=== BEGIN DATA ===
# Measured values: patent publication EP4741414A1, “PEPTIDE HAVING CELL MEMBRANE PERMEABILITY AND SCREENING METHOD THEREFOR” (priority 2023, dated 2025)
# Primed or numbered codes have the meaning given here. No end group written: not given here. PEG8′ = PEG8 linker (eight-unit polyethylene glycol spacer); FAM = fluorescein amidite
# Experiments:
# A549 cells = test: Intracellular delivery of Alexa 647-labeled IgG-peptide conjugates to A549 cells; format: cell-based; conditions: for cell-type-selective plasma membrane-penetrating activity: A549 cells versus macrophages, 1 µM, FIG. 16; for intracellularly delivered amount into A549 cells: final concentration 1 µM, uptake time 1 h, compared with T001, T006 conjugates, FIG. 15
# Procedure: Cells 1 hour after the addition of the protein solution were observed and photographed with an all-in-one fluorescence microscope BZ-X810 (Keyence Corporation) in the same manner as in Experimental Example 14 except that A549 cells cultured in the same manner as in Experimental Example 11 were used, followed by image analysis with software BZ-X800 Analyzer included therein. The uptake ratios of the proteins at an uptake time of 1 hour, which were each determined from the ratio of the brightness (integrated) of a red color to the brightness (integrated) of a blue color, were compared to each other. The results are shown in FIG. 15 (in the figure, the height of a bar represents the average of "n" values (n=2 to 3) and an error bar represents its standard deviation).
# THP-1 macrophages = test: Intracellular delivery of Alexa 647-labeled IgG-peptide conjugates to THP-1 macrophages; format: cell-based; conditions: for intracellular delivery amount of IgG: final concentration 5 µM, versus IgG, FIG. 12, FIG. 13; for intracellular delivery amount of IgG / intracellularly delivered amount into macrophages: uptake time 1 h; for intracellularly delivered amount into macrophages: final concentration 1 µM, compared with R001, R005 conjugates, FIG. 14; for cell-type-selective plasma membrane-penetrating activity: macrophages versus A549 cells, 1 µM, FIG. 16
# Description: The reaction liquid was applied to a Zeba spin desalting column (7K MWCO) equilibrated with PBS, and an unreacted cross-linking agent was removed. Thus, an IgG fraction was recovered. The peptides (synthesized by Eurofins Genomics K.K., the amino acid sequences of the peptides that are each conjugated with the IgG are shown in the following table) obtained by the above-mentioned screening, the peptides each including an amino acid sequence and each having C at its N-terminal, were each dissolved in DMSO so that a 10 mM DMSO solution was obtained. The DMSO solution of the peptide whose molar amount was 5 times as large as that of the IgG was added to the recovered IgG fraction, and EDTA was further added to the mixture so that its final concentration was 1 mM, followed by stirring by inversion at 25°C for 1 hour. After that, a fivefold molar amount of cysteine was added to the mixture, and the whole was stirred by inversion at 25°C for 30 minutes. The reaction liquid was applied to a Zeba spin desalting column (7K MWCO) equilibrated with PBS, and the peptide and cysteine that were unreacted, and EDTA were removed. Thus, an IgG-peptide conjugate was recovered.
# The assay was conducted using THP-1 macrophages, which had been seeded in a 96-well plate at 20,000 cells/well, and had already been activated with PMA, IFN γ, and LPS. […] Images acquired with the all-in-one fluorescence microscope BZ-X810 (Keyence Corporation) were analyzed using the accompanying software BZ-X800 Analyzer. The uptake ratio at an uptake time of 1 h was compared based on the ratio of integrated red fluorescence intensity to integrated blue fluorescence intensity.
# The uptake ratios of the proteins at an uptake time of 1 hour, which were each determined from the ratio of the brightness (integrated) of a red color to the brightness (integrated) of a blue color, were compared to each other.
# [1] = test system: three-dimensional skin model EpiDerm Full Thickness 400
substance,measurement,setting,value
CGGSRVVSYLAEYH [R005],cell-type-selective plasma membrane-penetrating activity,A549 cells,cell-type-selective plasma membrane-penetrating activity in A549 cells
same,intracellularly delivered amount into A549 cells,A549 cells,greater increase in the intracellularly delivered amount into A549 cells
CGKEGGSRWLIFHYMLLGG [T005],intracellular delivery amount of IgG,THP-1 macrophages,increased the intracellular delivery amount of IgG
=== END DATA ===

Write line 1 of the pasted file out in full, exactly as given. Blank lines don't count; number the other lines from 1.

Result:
# Measured values: patent publication EP4741414A1, “PEPTIDE HAVING CELL MEMBRANE PERMEABILITY AND SCREENING METHOD THEREFOR” (priority 2023, dated 2025)